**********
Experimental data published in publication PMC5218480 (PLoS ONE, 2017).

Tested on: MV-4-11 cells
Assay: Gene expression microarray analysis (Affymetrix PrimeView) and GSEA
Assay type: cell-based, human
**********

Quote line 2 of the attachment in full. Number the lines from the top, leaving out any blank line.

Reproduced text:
Tested on: MV-4-11 cells